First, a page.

Factors Associated with Loss of Reduction of Volar Ulnar Rim Fragments following Volar Locking Plate Fixation of Intra-articular Distal Radius Fractures
Rachel E Cross, BA1, Justin McCarty, DO, MPH1, Charlotte Louise Ernestine Laane, MD1, Yannick Albert J. Hoftiezer, MD1, Aquiles Gavagnin, MD2, Pietro Regazzoni, MD3, Alberto Fernandez Dell'Oca, MD2, Jesse B Jupiter, MD4 and Abhiram R. Bhashyam, MD, PhD5, (1)Massachusetts General Hospital, Boston, MA, (2)Hospital Britanico Montevideo, Montevideo, Montevideo, Uruguay, (3)University Hospital of Basel, Basel, Basel, Switzerland, (4)Orthopaedic Hand and Upper Extremity Service, Massachusetts General Hospital, Boston, MA, (5)Massachusetts General Hospital / Harvard Medical School, Boston, MA
Hypothesis: To assess factors associated with loss of reduction of volar ulnar fragments following volar locking plate (VLP) fixation of intra-articular distal radius fractures. We hypothesized that volar ulnar fragment (VUF) size and plate placement would be critical variables driving the incidence of volar rim loss of reduction.
Methods: All patients with a volarly displaced, intra-articular distal radius fracture treated with a VLP within the ICUC database, an international collaborative and publicly available dataset, were identified. The primary outcome was volar rim loss of reduction on follow-up imaging, defined as a change in radiographic alignment from intra-operative fluoroscopy, teardrop angle less than 50 degrees, or loss of normal radiocarpal alignment. Secondary outcomes were final range of motion (ROM) of the affected extremity. Radiographic Soong classification was used to grade plate position. Traditional descriptive statistics were used to compare patient, fracture, and treatment characteristics with volar rim loss of reduction. A Random Forest supervised machine learning algorithm was used to classify variable importance for predicting the primary outcome.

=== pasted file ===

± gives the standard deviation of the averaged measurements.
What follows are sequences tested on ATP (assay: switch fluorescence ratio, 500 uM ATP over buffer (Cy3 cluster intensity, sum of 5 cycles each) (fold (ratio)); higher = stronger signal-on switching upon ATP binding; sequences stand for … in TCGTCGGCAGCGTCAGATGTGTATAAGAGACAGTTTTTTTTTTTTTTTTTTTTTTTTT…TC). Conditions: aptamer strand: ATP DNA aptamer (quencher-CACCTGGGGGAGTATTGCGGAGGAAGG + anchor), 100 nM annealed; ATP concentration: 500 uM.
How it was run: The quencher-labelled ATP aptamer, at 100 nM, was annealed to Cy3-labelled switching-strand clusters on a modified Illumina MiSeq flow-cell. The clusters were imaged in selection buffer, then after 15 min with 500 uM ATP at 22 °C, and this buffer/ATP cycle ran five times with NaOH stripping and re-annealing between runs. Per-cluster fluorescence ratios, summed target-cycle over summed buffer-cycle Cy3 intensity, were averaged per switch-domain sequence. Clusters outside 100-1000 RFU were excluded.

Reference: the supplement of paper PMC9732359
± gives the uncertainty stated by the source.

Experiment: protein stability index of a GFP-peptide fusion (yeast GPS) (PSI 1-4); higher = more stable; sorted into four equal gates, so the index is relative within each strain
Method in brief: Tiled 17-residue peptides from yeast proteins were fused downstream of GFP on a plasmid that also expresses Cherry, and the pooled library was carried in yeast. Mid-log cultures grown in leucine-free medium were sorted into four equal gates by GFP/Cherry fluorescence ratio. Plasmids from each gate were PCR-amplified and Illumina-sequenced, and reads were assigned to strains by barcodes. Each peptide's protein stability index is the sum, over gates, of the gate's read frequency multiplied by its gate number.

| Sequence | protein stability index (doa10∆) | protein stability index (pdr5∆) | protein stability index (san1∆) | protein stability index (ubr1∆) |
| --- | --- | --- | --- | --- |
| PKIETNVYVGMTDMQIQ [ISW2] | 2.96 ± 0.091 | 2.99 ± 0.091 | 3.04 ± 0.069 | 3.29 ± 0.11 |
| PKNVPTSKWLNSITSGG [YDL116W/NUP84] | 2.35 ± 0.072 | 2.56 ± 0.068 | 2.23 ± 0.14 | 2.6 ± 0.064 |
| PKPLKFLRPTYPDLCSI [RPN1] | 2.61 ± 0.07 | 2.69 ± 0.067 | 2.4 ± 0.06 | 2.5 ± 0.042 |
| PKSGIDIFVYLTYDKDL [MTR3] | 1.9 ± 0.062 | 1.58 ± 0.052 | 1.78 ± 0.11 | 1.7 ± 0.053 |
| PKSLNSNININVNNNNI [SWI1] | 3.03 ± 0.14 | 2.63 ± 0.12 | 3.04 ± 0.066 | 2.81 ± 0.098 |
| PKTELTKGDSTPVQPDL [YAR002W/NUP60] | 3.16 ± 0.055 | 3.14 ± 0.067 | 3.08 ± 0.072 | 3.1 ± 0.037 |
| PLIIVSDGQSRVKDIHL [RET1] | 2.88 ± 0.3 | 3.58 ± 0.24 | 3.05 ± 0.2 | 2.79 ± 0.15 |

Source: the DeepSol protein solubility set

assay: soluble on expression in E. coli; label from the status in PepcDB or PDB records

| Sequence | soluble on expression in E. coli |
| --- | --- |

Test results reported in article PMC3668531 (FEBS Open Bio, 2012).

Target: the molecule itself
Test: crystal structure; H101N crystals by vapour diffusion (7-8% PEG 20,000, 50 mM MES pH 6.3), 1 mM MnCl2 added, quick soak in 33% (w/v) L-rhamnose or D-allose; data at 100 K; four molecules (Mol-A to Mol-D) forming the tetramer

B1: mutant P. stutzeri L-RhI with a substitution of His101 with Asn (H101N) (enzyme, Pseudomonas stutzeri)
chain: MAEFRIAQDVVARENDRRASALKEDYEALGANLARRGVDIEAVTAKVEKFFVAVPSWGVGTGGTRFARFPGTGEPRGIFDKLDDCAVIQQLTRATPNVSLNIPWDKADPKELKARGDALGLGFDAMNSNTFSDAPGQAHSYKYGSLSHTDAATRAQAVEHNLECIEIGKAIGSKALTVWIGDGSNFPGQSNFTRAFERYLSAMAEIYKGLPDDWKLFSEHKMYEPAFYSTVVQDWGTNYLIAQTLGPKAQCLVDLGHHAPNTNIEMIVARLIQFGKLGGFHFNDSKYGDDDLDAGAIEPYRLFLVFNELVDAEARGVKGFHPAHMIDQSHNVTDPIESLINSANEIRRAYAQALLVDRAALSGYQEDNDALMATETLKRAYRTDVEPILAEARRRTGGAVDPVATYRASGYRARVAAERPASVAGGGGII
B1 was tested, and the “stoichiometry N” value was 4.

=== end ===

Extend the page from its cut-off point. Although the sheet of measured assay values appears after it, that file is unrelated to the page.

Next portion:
Results and Conclusion: Fifty patients with volarly displaced, intra-articular distal radius fractures treated with VLP were identified. Six patients were observed to have a volar rim loss of reduction, but none required reoperation. Volar ulnar fragment size, Soong grade 0, and post-fixation axial plate position in relation to the sigmoid notch were significantly associated (p<0.05) with volar rim loss of reduction. All cases of volar rim loss of reduction occurred when VUF was 10.8 mm or less. The size of the VUF was the most important variable for predicting volar rim loss of reduction, followed by post-fixation axial plate position in relation to the sigmoid notch and the number of volar fragments in the Random Forest machine learning algorithm.
Summary: • Size of the volar ulnar fragment was the variable classified as having the most importance for volar rim reduction loss after VLP and occurred when the size was less than 10.8 mm.
• Variables significantly associated (p<0.05) with volar rim reduction loss include volar ulnar fragment size, Soong grade 0, and post-fixation axial plate position in relation to the sigmoid notch.
• Fracture characteristics can influence the treatment approach to address these risk factors.
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